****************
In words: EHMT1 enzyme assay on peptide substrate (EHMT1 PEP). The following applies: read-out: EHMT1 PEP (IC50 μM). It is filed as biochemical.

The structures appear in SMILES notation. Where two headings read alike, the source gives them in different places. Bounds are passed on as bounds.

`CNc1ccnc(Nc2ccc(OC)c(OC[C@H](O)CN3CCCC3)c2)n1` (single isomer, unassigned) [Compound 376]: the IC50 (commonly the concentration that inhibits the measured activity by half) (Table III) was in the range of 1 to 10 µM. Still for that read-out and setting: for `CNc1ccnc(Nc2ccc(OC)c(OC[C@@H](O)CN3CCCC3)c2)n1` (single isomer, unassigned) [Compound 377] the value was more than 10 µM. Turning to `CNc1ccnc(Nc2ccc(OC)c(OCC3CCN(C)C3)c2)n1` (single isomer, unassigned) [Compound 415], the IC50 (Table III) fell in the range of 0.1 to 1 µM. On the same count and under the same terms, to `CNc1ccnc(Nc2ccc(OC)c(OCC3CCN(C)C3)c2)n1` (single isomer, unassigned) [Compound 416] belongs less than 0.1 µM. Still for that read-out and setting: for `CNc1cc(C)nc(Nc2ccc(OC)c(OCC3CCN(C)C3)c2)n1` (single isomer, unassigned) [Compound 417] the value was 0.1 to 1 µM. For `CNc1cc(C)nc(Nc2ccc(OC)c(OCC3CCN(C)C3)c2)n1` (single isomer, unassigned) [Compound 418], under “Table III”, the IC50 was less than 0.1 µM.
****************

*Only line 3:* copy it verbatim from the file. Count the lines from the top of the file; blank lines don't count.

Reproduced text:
`CNc1ccnc(Nc2ccc(OC)c(OC[C@H](O)CN3CCCC3)c2)n1` (single isomer, unassigned) [Compound 376]: the IC50 (commonly the concentration that inhibits the measured activity by half) (Table III) was in the range of 1 to 10 µM. Still for that read-out and setting: for `CNc1ccnc(Nc2ccc(OC)c(OC[C@@H](O)CN3CCCC3)c2)n1` (single isomer, unassigned) [Compound 377] the value was more than 10 µM. Turning to `CNc1ccnc(Nc2ccc(OC)c(OCC3CCN(C)C3)c2)n1` (single isomer, unassigned) [Compound 415], the IC50 (Table III) fell in the range of 0.1 to 1 µM. On the same count and under the same terms, to `CNc1ccnc(Nc2ccc(OC)c(OCC3CCN(C)C3)c2)n1` (single isomer, unassigned) [Compound 416] belongs less than 0.1 µM. Still for that read-out and setting: for `CNc1cc(C)nc(Nc2ccc(OC)c(OCC3CCN(C)C3)c2)n1` (single isomer, unassigned) [Compound 417] the value was 0.1 to 1 µM. For `CNc1cc(C)nc(Nc2ccc(OC)c(OCC3CCN(C)C3)c2)n1` (single isomer, unassigned) [Compound 418], under “Table III”, the IC50 was less than 0.1 µM.